A banjo ukelele is a four-string banjo with a ukelele neck. Although banjos are usually tuned to open tunings, a banjo uke is actually tuned to the same notes as a ukelele. With a banjo ukelele, you can play ukelele music, but with a bright tone that cuts through like a banjo.
Hold your banjo ukelele so that your left hand is on the fret board and the body of the instrument is sitting on your knee. The banjo ukelele has four strings, which are, from top to bottom, G, C, E and A. Each string is attached to a tuning peg that you turn to adjust the tension of the string. The tighter the string, the higher the pitch.
Go to a ukelele tuning website (see Resources) and click on the G string button to hear the tone. Strum the first string and see how close it is to the note. Turn the peg to adjust the tuning until it sounds pretty much the same as the note being played on the computer.
Attach a clip-on tuner to the head of the banjo. A meter on the tuner will tell you how far away you are from the nearest note. Keep adjusting the tuning until the note is exactly G.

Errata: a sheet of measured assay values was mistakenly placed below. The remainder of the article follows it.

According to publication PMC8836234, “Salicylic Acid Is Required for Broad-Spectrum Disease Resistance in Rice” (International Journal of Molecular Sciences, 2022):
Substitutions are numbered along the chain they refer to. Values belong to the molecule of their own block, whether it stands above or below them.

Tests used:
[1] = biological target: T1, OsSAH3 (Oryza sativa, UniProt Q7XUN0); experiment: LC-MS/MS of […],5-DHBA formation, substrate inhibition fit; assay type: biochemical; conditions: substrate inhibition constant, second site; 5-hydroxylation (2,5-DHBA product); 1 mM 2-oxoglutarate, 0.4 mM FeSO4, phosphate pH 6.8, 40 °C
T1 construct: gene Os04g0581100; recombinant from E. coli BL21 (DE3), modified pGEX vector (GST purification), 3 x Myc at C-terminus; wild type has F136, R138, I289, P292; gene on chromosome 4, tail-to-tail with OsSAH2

Tune the next string to C. It should be a lower pitch than the first note. You can either click on the C on the website and then use the tuner to fine tune the note, or simply use the tuner alone.
Tune the third string to E. It should be higher than the C, but lower than G.
Tune the fourth string to A. It should be just higher than the first string.
Although you can tune without using the website, the page lets you know to which G you should be tuning the first string. If you accidentally tune it an octave down, the string will be too loose, and it won't play. If you try to tune it an octave up, you will break the string.
Isaiah David is a freelance writer and musician living in Portland, Ore. He has over five years experience as a professional writer and has been published on various online outlets. He holds a degree in creative writing from the University of Michigan.